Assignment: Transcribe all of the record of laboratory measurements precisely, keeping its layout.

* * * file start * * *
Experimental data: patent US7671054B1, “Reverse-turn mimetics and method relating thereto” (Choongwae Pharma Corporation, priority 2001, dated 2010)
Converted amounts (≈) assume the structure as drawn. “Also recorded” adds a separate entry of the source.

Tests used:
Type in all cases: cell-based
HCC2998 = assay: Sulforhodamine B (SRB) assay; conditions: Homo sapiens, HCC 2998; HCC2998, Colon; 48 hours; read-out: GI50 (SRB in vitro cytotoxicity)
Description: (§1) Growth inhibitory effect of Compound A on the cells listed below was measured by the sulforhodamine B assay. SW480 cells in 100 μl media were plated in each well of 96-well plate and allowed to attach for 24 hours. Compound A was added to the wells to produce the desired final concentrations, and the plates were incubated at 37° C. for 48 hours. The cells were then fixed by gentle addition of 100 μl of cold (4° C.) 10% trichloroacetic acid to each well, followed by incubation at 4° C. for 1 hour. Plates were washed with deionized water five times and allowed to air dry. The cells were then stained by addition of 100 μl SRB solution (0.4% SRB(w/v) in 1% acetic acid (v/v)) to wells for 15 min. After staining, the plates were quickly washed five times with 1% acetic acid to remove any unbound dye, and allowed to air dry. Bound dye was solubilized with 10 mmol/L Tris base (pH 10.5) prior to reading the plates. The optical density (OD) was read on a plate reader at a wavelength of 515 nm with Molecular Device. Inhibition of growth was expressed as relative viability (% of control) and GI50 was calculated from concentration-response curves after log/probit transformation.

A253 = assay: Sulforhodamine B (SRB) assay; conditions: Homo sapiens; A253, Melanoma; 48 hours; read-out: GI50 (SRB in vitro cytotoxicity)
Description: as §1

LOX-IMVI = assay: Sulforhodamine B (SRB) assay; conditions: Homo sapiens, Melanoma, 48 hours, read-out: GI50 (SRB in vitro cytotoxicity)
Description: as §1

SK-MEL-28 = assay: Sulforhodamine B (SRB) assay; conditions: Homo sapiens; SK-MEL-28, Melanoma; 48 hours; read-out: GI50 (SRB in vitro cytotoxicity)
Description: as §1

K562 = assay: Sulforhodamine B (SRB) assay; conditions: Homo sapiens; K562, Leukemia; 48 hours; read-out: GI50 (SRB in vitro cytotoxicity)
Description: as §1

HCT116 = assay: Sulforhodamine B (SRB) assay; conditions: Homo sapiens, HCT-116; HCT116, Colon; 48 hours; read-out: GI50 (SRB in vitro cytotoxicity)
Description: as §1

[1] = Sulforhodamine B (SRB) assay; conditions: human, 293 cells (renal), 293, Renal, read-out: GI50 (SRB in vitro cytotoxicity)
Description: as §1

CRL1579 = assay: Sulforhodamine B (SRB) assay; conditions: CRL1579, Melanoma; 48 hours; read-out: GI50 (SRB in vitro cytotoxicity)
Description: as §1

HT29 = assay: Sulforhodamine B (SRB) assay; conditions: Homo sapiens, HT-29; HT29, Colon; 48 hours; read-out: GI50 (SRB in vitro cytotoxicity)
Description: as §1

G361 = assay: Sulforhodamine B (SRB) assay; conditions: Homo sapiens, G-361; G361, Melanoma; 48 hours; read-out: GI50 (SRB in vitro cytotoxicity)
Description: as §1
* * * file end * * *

Experimental data: patent US7671054B1, “Reverse-turn mimetics and method relating thereto” (Choongwae Pharma Corporation, priority 2001, dated 2010)
Converted amounts (≈) assume the structure as drawn. “Also recorded” adds a separate entry of the source.

Tests used:
Type in all cases: cell-based
HCC2998 = assay: Sulforhodamine B (SRB) assay; conditions: Homo sapiens, HCC 2998; HCC2998, Colon; 48 hours; read-out: GI50 (SRB in vitro cytotoxicity)
Description: (§1) Growth inhibitory effect of Compound A on the cells listed below was measured by the sulforhodamine B assay. SW480 cells in 100 μl media were plated in each well of 96-well plate and allowed to attach for 24 hours. Compound A was added to the wells to produce the desired final concentrations, and the plates were incubated at 37° C. for 48 hours. The cells were then fixed by gentle addition of 100 μl of cold (4° C.) 10% trichloroacetic acid to each well, followed by incubation at 4° C. for 1 hour. Plates were washed with deionized water five times and allowed to air dry. The cells were then stained by addition of 100 μl SRB solution (0.4% SRB(w/v) in 1% acetic acid (v/v)) to wells for 15 min. After staining, the plates were quickly washed five times with 1% acetic acid to remove any unbound dye, and allowed to air dry. Bound dye was solubilized with 10 mmol/L Tris base (pH 10.5) prior to reading the plates. The optical density (OD) was read on a plate reader at a wavelength of 515 nm with Molecular Device. Inhibition of growth was expressed as relative viability (% of control) and GI50 was calculated from concentration-response curves after log/probit transformation.

A253 = assay: Sulforhodamine B (SRB) assay; conditions: Homo sapiens; A253, Melanoma; 48 hours; read-out: GI50 (SRB in vitro cytotoxicity)
Description: as §1

LOX-IMVI = assay: Sulforhodamine B (SRB) assay; conditions: Homo sapiens, Melanoma, 48 hours, read-out: GI50 (SRB in vitro cytotoxicity)
Description: as §1

SK-MEL-28 = assay: Sulforhodamine B (SRB) assay; conditions: Homo sapiens; SK-MEL-28, Melanoma; 48 hours; read-out: GI50 (SRB in vitro cytotoxicity)
Description: as §1

K562 = assay: Sulforhodamine B (SRB) assay; conditions: Homo sapiens; K562, Leukemia; 48 hours; read-out: GI50 (SRB in vitro cytotoxicity)
Description: as §1

HCT116 = assay: Sulforhodamine B (SRB) assay; conditions: Homo sapiens, HCT-116; HCT116, Colon; 48 hours; read-out: GI50 (SRB in vitro cytotoxicity)
Description: as §1

[1] = Sulforhodamine B (SRB) assay; conditions: human, 293 cells (renal), 293, Renal, read-out: GI50 (SRB in vitro cytotoxicity)
Description: as §1

CRL1579 = assay: Sulforhodamine B (SRB) assay; conditions: CRL1579, Melanoma; 48 hours; read-out: GI50 (SRB in vitro cytotoxicity)
Description: as §1

HT29 = assay: Sulforhodamine B (SRB) assay; conditions: Homo sapiens, HT-29; HT29, Colon; 48 hours; read-out: GI50 (SRB in vitro cytotoxicity)
Description: as §1

G361 = assay: Sulforhodamine B (SRB) assay; conditions: Homo sapiens, G-361; G361, Melanoma; 48 hours; read-out: GI50 (SRB in vitro cytotoxicity)
Description: as §1